While tone policing in race relations is a white man’s fieldcraft, that doesn’t mean a black person doesn’t engage in this.  Black people have been recruited or unwittingly served as agents of white supremacy for a very long time, infinitely talking of civility to the colonized, without ever suggesting civility to the colonizer.

This also includes the Forgiveness Battalion of the Butter Biscuit Brigade when they make demands of the oppressed black people (i.e., please peacefully protest) versus making demands of the oppressor (i.e., can you stop murdering under your badge?).  Other examples include swiftly shoving black people into the forgiveness phase (see Dylan Roof) without ever properly acknowledging the trauma inflicted (media outlets deny racial terrorism).  Being that racism is rewarded behavior, scores of black people sign up to tone police other blacks.  It can get quite pathetic.  A Scooby Snack eating black man will always show up to tell you that, “Your tone hurts the cause, be the better man, we gotta be better than them” and nonsense, without ever thinking about applying the same time, energy and effort to the white person in the discussion.  Another popular one is the appeal to a white man’s fictionalized version MLK.

The Problem With Tone Policing

One of the implications of tone policing is that it assumes that the oppressive act is not an act of aggression, when it very much is.  The person who was oppressed by the action, suddenly is no longer a victim, but is “victimizing” the other person by not “minding their manners”.  

Tone policing nowadays, is a berserk button for me.  Usually when someone does it, there’s a genuine reason why one is speaking emphatically.  Considering the abolitionist fight, situation may concern the following; another black person, male or female, ranging from the full spectrum of human age, get murdered by a racially trigger-happy policeman.  We ALREADY KNOW that police officer will evade anything looking like justice.  Black people have NEVER known what peace — harmony — looks like in America.  Black bodies and minds have always been under assault since the first Trans-Atlantic slave ship docked American shores.  There is trauma, somewhere in our souls.  While the white collective enjoys to privilege to change laws whenever whites fear something (observe the Islamic terror concept), blacks have been living in a persistent state of terror ever since the dawn of the United States.  The only solace, is engaging in willful ignorance (and denial) towards the subject.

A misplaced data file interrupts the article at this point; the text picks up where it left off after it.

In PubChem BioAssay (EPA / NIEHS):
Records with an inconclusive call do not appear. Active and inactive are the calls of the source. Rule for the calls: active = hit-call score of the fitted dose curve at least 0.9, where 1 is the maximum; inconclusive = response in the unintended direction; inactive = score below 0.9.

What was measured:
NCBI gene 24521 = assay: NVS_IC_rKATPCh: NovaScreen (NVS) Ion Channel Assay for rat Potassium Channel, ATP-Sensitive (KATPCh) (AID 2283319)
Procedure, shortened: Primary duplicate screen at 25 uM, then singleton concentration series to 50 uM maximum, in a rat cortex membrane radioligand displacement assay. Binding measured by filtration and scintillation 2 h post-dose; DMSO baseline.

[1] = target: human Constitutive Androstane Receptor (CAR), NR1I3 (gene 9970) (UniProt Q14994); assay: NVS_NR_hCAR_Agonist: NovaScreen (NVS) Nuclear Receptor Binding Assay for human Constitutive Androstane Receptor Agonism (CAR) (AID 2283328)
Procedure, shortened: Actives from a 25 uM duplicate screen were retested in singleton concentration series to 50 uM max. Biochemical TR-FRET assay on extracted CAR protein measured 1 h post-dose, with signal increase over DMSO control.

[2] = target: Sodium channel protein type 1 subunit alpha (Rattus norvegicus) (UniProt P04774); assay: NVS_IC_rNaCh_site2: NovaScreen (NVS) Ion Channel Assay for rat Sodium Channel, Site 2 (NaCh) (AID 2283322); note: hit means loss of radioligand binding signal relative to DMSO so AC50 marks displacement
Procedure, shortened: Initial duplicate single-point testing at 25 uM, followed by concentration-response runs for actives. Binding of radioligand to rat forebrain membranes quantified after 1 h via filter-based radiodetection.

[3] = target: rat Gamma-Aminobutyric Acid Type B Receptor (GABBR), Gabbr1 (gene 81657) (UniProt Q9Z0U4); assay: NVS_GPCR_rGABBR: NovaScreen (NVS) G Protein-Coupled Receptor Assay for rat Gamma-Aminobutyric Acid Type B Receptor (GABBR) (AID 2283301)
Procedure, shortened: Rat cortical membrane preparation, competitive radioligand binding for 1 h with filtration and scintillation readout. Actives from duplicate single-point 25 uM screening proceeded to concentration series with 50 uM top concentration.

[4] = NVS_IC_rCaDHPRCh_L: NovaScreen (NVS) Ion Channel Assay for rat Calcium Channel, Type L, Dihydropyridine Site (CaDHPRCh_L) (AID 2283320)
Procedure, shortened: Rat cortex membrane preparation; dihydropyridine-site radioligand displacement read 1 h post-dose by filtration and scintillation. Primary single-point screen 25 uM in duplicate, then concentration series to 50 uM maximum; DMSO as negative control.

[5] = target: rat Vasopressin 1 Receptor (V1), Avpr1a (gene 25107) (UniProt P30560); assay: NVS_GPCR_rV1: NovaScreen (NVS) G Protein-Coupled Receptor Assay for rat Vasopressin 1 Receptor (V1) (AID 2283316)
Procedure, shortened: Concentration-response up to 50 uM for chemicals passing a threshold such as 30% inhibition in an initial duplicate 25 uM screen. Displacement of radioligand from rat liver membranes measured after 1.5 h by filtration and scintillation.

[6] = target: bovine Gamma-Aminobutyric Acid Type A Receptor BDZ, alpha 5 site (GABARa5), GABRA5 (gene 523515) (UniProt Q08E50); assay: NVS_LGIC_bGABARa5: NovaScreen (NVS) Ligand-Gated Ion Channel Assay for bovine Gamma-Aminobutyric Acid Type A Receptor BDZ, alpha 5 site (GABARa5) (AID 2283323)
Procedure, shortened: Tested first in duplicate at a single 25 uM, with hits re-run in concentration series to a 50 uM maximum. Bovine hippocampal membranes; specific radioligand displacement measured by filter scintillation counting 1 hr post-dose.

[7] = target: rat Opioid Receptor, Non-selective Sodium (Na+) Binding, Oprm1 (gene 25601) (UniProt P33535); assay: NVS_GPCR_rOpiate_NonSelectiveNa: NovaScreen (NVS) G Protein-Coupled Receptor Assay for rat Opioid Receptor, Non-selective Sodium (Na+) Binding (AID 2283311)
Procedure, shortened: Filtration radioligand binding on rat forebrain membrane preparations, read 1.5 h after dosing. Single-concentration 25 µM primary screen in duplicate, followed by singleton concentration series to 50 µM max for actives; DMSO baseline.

Ignorance however, isn’t freedom.  Ignorance is bliss, but it isn’t freedom.

When you are on the brink of freedom, you begin to understand things.  Like an engineer, you begin seeing the frames.  And with this knowledge and freedom, you get mad.  Angry.  Passionate.  Emphatic.  But being emotional does not make one’s points any less valid. 

When the re-occurring traumatic event happens again, there’s a lot of pain nested in the frustration of the futility of the matter.  In these cases, the suffering is so fierce, we (as black folks) are going to say some stuff that always ends up hurting white people’s feelings.  Technically, the essence of the tone policing goes like this:

  • White Comfort > Black Lives

Anytime the essence of this notion comes up, I have no choice but to refuse.

A possible side-effect of tone policing is a total lack of emotionality in regards to a statement what should elicit an emotional response.  Sounding emotionally detached all the time like a sociopath doesn’t work either.  When you lack basic emotionality, your statement registers as not important enough to consider.  Remember, the objective is to silence you, so if you totally lack emotion you’re damn near close to true silence.  A takeaway here is the understanding that anger is justified when it is in response to oppression and oppressive tactics.

When someone questions anger instead of addressing the issues raised, they are telling you — the marginalized — that you have a responsibility to make them comfortable at all times, as well as stating the facts.  White comfort doesn’t trump black lives.  Black people live in the “discomfort” of white supremacy their whole lives, and white people get upset when facts on the matter are mentioned?  No.  Stop.  You don’t have to coddle feelings of the colonizer, especially if you are of the colonized, marginalized group.  Good is not nice.  Nice is only nice enough to ignore.

Onyx Contributor:  Johnny Silvercloud